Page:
At this point Mrs. Robbins heard and observed what appeared to her to be a ‘collision’ between Bosby, who was in the rear of the store, and an elderly employee, Ben Serna. She testified that both men fell and when they arose she saw Mr. Serna moving towards her in a jerking fashion as if being prodded by Bosby whom she heard say, ‘Man, I told you not to give me any trouble.’
While Mrs. Robbins' attention was diverted in the direction of Bosby and Mr. Serna, her brother, who could not see them from his position nearer the front of the store, observed, Cooper and Harrington each draw a gun. Harrington told him to ‘Hold it.’ Mrs. Robbins testified that she continued to watch Bosby and Mr. Serna as they approached her, and observed that Bosby had a gun pressed against Mr. Serna's body. Mrs. Robbins then reached for her own gun which was kept in a drawer beneath the cash register but as she drew it out Rhone moved forward and seized her wrist and either he or Cooper removed the gun from her hand.
Mr. Ashcraft also saw his sister disarmed, and when he was told to move to the rear of the store, he complied and tried to push his sister on ahead of him. At this point a shot was heard and while Mr. Ashcraft could not see who fired the shot, Mrs. Robbins testified that she saw Bosby shoot Mr. Serna at point-blank range. Serna took a few steps forward with blood running from his mouth and shirt front and then fell dead upon the floor. Both Mrs. Robbins and Mr. Ashcraft complied with the orders to move to the rear of the store but in the confusion of their exit the electric cord that supplied power to the register was pulled from its socket which prevented it from being opened. They existed through the rear of the store and when they returned appellants had departed.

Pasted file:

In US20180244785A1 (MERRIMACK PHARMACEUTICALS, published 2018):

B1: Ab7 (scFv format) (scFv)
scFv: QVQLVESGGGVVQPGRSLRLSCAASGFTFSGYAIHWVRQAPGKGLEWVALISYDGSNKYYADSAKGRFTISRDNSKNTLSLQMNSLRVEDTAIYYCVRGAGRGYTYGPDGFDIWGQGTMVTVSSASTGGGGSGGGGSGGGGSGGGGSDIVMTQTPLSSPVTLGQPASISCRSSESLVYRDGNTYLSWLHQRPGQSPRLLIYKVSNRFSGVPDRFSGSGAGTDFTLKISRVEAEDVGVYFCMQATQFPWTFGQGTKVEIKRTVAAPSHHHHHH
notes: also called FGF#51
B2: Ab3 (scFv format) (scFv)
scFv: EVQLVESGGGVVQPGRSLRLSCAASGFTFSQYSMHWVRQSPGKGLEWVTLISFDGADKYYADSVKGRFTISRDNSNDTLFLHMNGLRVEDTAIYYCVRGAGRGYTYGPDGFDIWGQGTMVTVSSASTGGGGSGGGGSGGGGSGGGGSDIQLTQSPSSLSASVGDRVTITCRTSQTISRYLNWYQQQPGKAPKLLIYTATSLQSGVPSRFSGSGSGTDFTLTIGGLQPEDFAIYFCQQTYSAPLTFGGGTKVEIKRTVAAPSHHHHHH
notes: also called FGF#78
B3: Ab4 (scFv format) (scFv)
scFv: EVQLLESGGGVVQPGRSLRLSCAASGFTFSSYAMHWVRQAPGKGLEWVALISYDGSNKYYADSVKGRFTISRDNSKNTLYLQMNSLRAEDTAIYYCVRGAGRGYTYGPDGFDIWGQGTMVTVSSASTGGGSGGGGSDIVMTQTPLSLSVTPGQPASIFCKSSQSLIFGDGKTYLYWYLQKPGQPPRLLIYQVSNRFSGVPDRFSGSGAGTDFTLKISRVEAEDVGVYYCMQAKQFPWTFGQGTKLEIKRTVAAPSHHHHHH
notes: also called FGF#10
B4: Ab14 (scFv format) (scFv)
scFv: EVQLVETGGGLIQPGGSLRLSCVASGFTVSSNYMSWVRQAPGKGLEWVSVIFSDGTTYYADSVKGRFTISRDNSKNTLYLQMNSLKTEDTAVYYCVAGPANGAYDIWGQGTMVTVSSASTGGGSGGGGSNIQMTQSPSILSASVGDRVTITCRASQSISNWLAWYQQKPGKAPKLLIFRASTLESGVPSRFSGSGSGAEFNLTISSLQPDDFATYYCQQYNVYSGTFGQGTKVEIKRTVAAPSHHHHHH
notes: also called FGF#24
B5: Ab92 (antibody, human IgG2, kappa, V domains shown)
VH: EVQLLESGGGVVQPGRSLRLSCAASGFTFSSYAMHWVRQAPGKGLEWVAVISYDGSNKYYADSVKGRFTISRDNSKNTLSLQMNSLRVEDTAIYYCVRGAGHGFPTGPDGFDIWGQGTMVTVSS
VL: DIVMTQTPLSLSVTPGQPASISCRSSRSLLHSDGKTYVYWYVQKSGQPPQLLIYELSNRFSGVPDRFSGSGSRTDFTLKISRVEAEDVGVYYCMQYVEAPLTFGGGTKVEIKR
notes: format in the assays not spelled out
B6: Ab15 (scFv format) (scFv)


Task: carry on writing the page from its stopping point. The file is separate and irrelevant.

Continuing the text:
Other witnesses saw appellants run to the car in which they had arrived and drive rapidly away, running a red light in the process. They were next seen moments thereafter when they again switched cars at the spot nearby where their second car waited with another man behind the wheel and the motor running.
The license number of the car used to leave the store was obtained by witnesses who had observed appellants' flight. Although appellant Cooper later asserted that the car ‘belonged’ to him, it was registered to a third person in another part of Los Angeles. Subsequently, each of the appellants was arrested and each gave statements after being fully advised of their constitutional rights in accordance with the rules enunciated in People v. Dorado, 62 Cal.2d 338, 42 Cal.Rptr. 169, 398 P.2d 361.
The statements of Cooper, Bosby and Rhone were tantamount to confessions that they were attempting to rob the store when the shooting occurred but each denied committing the murder itself. Each statement involved all four defendants. Harrington admitted only that he had driven to the market with three negroes but originally had remained in the car until he decided to follow them in order to purchase cigarettes. He admitted fleeing with ‘Jesse and Rhone’ and spending the night with them in a motel in Pasadena where he died his hair from red to black and shaved off his moustache.